Jafral focuses on the production of phage-based products for various (GMP and non-GMP) applications for food industry, cosmetics, veterinary and human therapeutics. Dr. Smrekar gives insights into the bacteriophages industry. Jafral is certified for production of cell, banks, phage banks, drug substances, drug products and placebo.

“ε2-Phages Are Bred to Improve the Standard of Care for Staphylococcal Infections”

Speaker: Dr. Lorenzo Corsini - CEO Phagomed

Phagomed develops targeted antimicrobials for treating chronic persistent diseases based on bacteriophages and endolysins. The therapeutics are developed on the base of a synthetic biology platform. Dr. Corsini presents current drug candidates for Staphylococcus aureus infections. The approach allows for patenting of bacteriophages.

Clinical research and case reports

“Moving clinical trials for phage therapy forward”

Speaker: Dr. Shawna McCallin, Clinical Coordinator, Department for Neuro-Urology, Balgrist University Hospital, Zürich, Switzerland

Currently, we use antibiotics to treat bacterial infections in humans. Bacteriophages are very different from antibiotics. They are self-amplifying, host dependent and have a high diversity. Bacteriophages have a long clinical history especially in states of the former USSR, e.g. Russia, Poland and Georgia. However, western regulatory authorities have yet to approve any bacteriophage preparations.

Bacteriophage therapy seems to be “stuck” between phase II and phase III studies. We hear more and more success stories of bacteriophage treatments of bacterial infections in case studies, but (successful) clinical trials are ultimately needed.

To bridge this gap, Dr. Shawna McCallin presents what is missing in clinical trials for the approval of bacteriophages. The local bacterial epidemiology should be explored thoroughly. It is also important to clearly define the population and indication specification for correct site selection. Newly developed adaptive designs for clinical trials are a possibility, however, they need clear rules and a strong statistical plan. Treatment effects and design characteristics, such as inferiority or superiority design, play a huge role in designing clinical trials. For this, it is important to be aware of the accurate estimate of control or placebo effect to conduct correct power calculations. To ensure overall feasibility, make sure that all methods have been validated and try to use validated clinical effect symptom severity scales. Currently, many clinical indications do suffer from an imperfect understanding.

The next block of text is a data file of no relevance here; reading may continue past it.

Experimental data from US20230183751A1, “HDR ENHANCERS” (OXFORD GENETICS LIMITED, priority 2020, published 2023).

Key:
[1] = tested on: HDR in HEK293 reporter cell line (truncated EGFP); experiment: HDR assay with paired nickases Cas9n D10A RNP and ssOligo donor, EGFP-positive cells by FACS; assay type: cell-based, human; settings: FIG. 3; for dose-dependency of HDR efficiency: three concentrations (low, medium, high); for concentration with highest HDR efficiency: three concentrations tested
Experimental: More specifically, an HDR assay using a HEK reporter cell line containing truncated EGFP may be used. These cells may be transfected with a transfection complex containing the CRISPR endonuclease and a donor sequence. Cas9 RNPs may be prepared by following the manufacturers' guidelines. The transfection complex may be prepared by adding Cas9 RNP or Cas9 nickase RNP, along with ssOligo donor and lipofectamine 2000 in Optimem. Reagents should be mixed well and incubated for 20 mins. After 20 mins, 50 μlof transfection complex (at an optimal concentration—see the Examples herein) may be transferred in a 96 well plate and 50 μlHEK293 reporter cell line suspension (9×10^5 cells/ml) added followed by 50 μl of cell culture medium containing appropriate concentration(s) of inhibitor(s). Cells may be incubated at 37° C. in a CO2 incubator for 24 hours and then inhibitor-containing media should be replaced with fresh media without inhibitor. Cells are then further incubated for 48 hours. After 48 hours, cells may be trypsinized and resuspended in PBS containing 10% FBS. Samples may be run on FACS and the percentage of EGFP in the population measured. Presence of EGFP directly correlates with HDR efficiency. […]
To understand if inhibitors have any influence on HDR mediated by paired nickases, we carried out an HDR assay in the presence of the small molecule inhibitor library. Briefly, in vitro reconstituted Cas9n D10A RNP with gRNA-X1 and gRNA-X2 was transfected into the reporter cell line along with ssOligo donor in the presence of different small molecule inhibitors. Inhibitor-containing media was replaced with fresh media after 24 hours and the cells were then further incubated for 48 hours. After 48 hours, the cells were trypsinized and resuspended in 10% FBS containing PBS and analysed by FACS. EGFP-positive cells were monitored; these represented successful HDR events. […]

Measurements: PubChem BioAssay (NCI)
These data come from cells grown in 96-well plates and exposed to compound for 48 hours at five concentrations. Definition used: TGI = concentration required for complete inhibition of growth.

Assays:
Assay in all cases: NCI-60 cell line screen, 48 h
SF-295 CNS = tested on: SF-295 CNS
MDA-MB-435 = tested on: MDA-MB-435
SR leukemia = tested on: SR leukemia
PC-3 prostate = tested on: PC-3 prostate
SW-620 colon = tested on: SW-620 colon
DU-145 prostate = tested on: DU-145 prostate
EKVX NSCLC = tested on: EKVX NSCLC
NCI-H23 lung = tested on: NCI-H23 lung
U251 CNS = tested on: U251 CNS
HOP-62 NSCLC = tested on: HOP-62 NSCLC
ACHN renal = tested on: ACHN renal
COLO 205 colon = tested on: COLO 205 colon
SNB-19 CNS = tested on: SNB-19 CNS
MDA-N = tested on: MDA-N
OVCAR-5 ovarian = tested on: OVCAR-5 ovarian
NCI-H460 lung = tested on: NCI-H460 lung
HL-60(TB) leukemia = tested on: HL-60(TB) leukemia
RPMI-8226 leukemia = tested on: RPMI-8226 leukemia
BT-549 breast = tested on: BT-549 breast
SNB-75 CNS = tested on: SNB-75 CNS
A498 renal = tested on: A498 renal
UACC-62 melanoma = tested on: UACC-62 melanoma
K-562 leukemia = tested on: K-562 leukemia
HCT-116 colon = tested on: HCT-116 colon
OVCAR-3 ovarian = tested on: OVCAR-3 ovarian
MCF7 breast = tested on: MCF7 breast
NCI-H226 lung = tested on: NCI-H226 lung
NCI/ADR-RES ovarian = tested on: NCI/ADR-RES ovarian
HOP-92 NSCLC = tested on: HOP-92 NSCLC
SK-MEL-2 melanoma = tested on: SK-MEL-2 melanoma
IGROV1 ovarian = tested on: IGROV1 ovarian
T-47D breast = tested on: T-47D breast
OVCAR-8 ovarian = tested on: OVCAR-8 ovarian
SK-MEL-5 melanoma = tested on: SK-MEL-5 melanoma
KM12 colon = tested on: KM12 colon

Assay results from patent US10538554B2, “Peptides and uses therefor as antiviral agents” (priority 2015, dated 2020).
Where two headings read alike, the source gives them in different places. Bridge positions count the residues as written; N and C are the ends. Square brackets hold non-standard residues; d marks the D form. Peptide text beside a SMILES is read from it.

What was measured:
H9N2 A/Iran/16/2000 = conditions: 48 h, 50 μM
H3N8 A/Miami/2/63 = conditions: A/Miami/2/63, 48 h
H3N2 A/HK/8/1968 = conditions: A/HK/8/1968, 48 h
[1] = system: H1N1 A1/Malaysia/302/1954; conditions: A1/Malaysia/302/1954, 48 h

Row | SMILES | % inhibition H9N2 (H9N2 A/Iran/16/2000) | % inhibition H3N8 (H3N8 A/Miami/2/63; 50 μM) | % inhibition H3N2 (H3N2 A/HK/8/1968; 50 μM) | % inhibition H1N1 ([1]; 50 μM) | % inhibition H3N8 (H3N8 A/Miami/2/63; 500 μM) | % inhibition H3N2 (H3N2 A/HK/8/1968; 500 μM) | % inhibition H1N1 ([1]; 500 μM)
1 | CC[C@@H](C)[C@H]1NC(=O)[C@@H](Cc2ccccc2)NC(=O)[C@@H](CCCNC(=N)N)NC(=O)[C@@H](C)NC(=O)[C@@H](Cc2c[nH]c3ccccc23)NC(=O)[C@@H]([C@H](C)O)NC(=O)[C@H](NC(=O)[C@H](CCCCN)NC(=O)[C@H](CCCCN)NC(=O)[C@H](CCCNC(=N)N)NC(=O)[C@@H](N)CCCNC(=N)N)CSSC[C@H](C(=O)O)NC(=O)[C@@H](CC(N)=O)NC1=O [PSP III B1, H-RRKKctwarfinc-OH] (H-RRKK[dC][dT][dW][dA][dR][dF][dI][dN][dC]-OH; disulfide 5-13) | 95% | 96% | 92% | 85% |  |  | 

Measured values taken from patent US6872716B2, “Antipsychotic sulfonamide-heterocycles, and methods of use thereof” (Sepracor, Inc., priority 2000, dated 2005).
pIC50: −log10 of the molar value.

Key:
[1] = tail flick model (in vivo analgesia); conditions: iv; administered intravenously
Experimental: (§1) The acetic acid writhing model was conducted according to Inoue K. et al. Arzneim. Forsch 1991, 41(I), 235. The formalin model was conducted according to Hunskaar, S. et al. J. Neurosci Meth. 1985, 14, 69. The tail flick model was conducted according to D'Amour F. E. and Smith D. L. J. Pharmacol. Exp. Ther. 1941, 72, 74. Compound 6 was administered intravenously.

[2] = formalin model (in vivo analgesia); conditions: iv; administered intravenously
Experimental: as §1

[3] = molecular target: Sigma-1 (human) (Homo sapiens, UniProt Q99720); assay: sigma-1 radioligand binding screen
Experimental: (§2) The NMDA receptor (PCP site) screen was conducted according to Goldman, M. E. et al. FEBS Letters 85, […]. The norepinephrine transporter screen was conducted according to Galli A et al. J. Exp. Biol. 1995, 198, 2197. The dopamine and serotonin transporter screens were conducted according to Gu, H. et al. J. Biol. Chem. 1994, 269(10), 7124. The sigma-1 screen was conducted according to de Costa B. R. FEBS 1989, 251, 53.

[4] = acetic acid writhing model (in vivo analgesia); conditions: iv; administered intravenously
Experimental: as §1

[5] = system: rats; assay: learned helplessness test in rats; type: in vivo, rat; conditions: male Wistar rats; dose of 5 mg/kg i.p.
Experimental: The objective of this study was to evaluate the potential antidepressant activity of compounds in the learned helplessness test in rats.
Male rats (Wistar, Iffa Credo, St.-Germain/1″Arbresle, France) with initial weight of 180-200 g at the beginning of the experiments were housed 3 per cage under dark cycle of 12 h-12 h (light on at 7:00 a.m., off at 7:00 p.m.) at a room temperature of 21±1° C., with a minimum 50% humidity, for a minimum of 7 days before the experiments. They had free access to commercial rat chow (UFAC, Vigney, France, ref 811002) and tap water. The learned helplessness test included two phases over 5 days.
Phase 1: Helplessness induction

To track individual treatments, an International Database for Phage Therapy for the report case studies has been developed. Expectations are high, and we need to keep them realistic!

"Clinical use of bacteriophages”

Link to the webinar (in French)

Speaker: Prof. Tristan Ferry Infectious and Tropical Diseases Unit, Croix-Rousse Hospital , Hospices Civils de Lyon, Lyon France

Prof. Tristan Ferry presents the activities of the Infectious and Tropical Diseases Department of the Croix-Rousse Hospital. The experience is accompanied by the testimony of his patient François d’Aviau de Piolant who treated with bacteriophages following a multi-resistant endocarditis.

Learn more

Head to the phageSuisse website to learn more about the organization!

Want to write about your phage organization or initiative?

Check out the C&T guest writer guide for info on how to get an article published with us. If you’re a company, check out our Sponsor page for more options.

Thank you to our volunteers, Steph Lynch and Atif Khan, for finding and summarizing links for C&T this week!

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In collaboration with

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Supported by